To assess if the reward was worth the increased risk, I calculated the Sharpe Ratio for each CEF. The Sharpe Ratio is a metric, developed by Nobel laureate William Sharpe that measures risk-adjusted performance. It is calculated as the ratio of the excess return over the volatility (the reward-to-risk ratio if you measure "risk" by the volatility). It is a good way to compare peers to assess if higher returns are due to superior investment performance or from taking additional risk. Reviewing Figure 1, it is easy to see that all the CEFs except SRV had a higher Sharpe Ratio indicating that the reward of investing in these CEFs was worth the risk.
SRV is a special case. It currently has an extraordinarily high distribution (over 11%), which is likely why it also sells at such a high premium (average of 22% but the premium has been as high as 37%). Most MLP CEFs have been able to increase their NAV over time but not SRV. The NAV of SRV decreased from the inception price of $19.06 (in August 2007) to about $3.79 in 2008 and although the price has increased recently, it has never fully recovered. The current NAV is only about $7.40. To be honest, I am not sure why SRV has had such poor performance. I suspect it is due to management issues that are not directly to the MLP space but I do not have enough data to be definitive. However, the selection criteria I use for my personal investment portfolio favors a good reward-to-risk ratio over a high distribution, so I would not invest in SRV.
If I shorten the look back period to 2.5 years, another 4 MLP CEFs (CEM, KMF, NTG, and TPZ) can be added to the analysis. The Risk-Reward plot for the last 2.5 years is shown in Figure 2 (note that the volatility scale has been compressed compared to Figure 1).
Figure 2: MLP CEFs risk versus reward for a 2.5 year period
Over this 2.5 year period, equities have been in a strong bull market so the risk-reward ratio associated with SPY has substantially improved (higher gain with lower risk). Generally, the MLPs have also done well but not all have kept pace with the SPY.
Reviewing Figure 2 we see that for the 5 best performers (KED, FMO, KYN, KMF, and CEM), one is a RIC and the other four are C-corporations. You may also notice that KYN, FMO, and KED have had a better Sharpe Ratio than the SPY over both the market cycle and the past 2.5 years. Of these CEFs, both KYN and FMO are selling at premiums significantly above their average premium. Only KED's premium is near the 52 week average.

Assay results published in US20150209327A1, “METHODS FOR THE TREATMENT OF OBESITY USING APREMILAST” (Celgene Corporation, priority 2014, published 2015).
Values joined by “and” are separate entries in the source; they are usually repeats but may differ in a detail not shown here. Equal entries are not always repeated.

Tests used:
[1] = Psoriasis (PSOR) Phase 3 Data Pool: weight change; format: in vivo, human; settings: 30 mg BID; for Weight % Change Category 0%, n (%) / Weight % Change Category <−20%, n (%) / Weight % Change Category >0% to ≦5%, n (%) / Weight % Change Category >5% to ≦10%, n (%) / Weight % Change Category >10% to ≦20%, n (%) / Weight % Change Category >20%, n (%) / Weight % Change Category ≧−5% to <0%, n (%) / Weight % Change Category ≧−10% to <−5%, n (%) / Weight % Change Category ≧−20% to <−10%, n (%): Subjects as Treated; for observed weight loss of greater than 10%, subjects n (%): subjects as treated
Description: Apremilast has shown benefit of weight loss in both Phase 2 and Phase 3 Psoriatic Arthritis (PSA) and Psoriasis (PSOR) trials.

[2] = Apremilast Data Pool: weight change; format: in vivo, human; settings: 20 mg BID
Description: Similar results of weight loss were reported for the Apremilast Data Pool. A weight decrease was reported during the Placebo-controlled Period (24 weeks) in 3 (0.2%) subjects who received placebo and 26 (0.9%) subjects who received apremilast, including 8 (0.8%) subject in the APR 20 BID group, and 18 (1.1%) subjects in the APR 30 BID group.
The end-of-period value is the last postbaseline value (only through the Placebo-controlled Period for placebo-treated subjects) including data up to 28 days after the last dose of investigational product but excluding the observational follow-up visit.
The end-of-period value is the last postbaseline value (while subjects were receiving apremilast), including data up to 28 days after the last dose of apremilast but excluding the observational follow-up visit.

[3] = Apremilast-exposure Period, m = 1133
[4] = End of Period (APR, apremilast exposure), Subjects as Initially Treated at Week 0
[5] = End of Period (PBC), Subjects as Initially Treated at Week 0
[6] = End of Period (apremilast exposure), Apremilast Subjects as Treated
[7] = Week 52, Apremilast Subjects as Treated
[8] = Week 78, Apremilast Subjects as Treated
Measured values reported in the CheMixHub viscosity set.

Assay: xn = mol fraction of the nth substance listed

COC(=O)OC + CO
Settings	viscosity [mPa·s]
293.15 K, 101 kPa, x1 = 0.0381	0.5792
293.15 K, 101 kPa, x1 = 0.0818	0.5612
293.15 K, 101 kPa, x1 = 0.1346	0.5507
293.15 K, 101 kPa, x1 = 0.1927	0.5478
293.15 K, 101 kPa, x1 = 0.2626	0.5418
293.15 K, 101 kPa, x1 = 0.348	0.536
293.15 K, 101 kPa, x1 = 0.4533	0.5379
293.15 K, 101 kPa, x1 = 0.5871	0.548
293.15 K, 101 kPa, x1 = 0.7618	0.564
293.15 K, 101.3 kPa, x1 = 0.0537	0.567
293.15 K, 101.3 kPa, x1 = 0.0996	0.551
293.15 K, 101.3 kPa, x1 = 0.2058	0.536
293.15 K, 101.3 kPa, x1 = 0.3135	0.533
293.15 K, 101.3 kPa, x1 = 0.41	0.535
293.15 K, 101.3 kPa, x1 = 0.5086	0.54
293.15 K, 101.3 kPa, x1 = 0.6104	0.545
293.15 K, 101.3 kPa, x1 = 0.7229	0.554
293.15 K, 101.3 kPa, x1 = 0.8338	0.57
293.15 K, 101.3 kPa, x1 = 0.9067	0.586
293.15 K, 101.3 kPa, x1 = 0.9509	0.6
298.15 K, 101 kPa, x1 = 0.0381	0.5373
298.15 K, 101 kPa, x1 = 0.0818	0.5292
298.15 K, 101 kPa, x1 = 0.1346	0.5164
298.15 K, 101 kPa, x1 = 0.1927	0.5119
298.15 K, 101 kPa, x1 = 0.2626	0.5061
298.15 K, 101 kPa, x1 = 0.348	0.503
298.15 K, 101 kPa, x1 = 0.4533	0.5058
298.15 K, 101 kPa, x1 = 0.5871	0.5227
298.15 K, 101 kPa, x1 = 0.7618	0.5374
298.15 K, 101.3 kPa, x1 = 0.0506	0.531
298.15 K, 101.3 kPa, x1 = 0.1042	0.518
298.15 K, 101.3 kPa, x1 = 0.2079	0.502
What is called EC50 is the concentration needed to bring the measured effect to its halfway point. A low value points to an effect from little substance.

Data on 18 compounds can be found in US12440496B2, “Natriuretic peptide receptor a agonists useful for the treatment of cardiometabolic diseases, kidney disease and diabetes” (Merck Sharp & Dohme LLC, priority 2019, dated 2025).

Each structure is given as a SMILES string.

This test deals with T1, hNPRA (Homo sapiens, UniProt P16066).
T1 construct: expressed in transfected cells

In addition to relatively good risk-reward characteristics, MLP CEFs provide a reasonable amount of diversification with respect to the S&P 500 (correlations around 50%), Somewhat surprisingly, the CEFs are only moderately correlated among themselves, with correlations in the 50% to 60% range.
To complete my analysis, I plotted the ETFs/ETNs discussed in my previous article on the same CEF risk-reward plot. The composite picture is shown in Figure 3, with the ETFs/ETNs plotted with the larger "orange" dots. On the Figure, I also plotted a red line that represents the Sharpe Ratio of the SPY. If an asset is above the line, it has a higher Sharpe Ratio than the S&P 500. Conversely, if an asset is below the line, the reward-to-risk is worse than the SPY.
Figure 3: MLP ETF, ETNs, CEFs risk versus reward (2.5 years)
With the exception of SRV, over the past 2.5 years, all the MLP funds have clustered around the S&P 500 Sharpe Ratio line, with some having better reward-to-risk than the SPY and some worse. Unfortunately, there is no clear evidence as to whether C-Corps are better than RICs in terms of total return or risk. There also does not appear to be a clear trend as to whether CEFs are better than ETNs.
The bottom line is that MLP funds should be considered as a component of your portfolio. As an asset class, they offer diversification and have the potential to boost your portfolio returns. As with all investments, you must perform your due diligence and be selective about which funds to purchase. In my opinion, you should not necessarily choose the highest distribution but should carefully weigh premium and risk-to-reward.